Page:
Making a start
Display resources in your workplace. You can get posters and booklets free from the It’s not OK campaign website
Talk to your local family violence organisations.
Many areas also have a family violence network where a range of community and government agencies meet to coordinate their response to family violence. The network coordinator is a source of information, resources and contacts.
Discuss your plans with key stakeholders like your management
team, Board, influential staff, unions and possibly key suppliers and customers. Gauge their support and enlist their help. You might be able to create a network of people who will join in together to make things happen in your community.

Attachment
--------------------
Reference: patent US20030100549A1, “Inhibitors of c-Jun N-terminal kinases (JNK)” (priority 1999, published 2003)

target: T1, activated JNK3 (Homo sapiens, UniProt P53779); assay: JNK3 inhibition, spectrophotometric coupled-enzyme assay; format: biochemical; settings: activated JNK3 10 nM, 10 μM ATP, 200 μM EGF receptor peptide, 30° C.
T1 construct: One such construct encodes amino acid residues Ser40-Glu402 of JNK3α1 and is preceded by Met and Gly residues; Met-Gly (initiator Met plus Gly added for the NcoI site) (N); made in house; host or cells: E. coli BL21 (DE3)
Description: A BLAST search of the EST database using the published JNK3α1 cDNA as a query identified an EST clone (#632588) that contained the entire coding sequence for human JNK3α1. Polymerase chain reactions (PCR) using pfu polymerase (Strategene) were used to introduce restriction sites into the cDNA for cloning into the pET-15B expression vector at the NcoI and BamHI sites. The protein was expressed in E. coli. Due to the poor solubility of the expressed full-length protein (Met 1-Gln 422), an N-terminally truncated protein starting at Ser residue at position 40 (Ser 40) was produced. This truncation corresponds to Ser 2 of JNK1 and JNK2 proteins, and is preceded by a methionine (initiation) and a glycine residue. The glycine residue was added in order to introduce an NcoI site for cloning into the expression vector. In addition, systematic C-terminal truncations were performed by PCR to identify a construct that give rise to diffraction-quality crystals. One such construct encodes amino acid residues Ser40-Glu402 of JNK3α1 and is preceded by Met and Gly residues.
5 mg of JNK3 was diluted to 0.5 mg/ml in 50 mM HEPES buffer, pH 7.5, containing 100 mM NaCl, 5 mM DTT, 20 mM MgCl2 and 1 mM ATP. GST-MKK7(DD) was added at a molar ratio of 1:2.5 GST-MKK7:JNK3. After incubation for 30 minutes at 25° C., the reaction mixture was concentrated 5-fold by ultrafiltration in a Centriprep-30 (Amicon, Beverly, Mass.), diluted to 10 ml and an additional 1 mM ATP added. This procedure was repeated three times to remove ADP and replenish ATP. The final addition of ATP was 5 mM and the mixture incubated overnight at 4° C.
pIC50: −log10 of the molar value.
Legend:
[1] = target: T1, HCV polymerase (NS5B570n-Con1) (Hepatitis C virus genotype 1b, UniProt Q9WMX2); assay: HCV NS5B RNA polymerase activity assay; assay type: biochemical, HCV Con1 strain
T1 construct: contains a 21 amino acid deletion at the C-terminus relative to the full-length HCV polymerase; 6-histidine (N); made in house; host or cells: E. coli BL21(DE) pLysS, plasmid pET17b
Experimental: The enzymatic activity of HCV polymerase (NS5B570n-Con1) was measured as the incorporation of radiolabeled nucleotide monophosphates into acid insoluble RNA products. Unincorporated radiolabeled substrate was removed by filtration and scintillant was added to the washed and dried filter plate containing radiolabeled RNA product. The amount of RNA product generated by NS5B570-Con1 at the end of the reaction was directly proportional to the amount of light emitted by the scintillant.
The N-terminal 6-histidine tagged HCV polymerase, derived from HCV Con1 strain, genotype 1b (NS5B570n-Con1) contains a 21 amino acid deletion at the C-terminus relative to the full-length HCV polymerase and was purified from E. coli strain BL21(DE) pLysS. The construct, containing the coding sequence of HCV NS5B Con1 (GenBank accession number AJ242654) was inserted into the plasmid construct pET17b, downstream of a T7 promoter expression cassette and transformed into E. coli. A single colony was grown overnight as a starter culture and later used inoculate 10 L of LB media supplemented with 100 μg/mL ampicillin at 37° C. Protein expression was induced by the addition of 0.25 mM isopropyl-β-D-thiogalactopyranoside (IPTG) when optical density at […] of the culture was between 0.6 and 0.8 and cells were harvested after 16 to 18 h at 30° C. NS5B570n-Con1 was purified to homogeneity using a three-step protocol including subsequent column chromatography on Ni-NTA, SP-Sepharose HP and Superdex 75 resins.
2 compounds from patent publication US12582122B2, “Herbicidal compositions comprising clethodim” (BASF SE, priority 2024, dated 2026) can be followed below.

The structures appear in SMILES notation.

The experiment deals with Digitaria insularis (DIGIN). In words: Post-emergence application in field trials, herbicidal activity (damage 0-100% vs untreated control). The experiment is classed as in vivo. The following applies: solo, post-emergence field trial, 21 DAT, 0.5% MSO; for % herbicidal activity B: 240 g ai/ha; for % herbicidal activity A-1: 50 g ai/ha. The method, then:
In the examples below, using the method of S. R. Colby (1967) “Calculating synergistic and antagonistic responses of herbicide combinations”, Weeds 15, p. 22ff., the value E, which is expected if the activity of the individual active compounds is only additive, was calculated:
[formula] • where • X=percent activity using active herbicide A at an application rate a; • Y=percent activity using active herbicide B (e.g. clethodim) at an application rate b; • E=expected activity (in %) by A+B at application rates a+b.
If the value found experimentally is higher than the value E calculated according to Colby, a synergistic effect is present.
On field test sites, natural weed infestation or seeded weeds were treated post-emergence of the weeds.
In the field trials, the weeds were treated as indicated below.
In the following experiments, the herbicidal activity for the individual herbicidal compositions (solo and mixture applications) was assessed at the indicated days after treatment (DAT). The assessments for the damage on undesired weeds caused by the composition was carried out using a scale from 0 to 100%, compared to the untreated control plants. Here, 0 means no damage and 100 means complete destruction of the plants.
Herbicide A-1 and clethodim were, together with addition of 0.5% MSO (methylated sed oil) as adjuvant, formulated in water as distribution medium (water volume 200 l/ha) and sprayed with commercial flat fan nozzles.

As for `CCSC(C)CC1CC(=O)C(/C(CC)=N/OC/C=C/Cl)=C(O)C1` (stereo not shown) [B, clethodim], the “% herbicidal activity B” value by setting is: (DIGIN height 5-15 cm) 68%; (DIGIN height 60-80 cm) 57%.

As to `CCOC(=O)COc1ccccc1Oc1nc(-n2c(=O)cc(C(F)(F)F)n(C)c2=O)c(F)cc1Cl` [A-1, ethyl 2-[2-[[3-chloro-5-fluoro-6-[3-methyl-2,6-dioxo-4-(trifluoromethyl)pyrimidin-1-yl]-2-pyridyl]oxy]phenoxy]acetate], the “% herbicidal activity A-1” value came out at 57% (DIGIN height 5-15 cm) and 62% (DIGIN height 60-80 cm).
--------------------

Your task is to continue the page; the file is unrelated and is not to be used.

Hold staff meetings and follow up with a newsletter to explain what
you’re doing and why. This can be helpful to get people in behind your efforts, and it creates opportunities for discussion
Develop a family violence in the workplace policy that is accessible.
Ensure that key trusted ‘go to’ people in the organization are trained.
Be ready for any immediate disclosures from people affected by family violence.
Make sure you have a list of local services that can provide help to your staff, so you know where to refer people. Keep all disclosures confidential. Think about the practical things that you can do straight away to help people experiencing violence, such as allow flexi-time, screen calls or emails, allow them to be located somewhere that’s not accessible to members of the public, alert security guards, or escort them to their car.